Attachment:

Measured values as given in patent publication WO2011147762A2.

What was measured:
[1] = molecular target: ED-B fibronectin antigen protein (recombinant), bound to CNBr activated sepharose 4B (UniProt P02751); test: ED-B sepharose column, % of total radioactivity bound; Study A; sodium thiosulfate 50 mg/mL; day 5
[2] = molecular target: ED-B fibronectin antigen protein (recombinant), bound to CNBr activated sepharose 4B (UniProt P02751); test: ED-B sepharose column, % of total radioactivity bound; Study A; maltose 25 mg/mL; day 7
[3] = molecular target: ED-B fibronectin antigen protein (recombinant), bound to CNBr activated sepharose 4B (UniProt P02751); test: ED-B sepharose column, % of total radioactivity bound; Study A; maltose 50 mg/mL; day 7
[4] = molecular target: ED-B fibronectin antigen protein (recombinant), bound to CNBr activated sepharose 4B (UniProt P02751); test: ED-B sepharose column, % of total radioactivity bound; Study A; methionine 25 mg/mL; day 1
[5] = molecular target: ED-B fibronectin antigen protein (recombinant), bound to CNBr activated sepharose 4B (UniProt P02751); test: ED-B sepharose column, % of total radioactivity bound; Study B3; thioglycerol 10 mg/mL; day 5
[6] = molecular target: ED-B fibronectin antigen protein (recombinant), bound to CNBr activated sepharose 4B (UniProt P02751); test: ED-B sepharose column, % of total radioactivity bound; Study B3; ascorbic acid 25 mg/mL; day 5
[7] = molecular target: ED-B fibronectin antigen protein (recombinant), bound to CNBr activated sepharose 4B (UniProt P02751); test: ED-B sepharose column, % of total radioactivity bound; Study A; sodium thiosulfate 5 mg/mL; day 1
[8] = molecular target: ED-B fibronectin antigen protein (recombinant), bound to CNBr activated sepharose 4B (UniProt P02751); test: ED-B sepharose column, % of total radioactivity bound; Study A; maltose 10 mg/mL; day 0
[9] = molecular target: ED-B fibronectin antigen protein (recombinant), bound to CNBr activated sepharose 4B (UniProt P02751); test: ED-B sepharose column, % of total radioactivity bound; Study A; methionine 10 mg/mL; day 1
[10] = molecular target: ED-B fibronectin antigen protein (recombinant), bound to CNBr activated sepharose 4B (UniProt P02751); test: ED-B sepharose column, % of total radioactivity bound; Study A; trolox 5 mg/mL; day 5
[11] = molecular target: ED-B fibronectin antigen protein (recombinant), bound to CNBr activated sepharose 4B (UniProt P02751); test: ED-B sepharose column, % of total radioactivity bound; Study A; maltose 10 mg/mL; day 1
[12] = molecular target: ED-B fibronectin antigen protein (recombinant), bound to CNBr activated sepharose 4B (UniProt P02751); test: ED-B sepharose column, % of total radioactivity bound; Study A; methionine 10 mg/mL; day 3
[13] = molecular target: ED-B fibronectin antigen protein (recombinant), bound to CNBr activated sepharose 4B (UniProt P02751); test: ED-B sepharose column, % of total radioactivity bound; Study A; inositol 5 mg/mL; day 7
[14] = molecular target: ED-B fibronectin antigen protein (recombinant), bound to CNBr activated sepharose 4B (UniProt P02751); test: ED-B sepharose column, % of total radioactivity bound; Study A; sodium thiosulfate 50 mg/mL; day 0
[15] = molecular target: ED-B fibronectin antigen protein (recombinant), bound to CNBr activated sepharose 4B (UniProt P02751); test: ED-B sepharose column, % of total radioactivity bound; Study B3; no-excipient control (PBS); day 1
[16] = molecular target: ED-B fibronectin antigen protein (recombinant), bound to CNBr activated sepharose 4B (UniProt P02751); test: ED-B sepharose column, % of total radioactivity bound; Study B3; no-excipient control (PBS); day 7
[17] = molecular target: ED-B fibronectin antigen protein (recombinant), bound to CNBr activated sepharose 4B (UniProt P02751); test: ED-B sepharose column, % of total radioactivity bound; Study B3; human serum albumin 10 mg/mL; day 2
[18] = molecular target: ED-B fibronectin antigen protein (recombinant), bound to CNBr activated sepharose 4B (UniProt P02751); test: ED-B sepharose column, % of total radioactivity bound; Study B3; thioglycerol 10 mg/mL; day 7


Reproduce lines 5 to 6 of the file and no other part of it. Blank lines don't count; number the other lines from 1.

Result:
[3] = molecular target: ED-B fibronectin antigen protein (recombinant), bound to CNBr activated sepharose 4B (UniProt P02751); test: ED-B sepharose column, % of total radioactivity bound; Study A; maltose 50 mg/mL; day 7
[4] = molecular target: ED-B fibronectin antigen protein (recombinant), bound to CNBr activated sepharose 4B (UniProt P02751); test: ED-B sepharose column, % of total radioactivity bound; Study A; methionine 25 mg/mL; day 1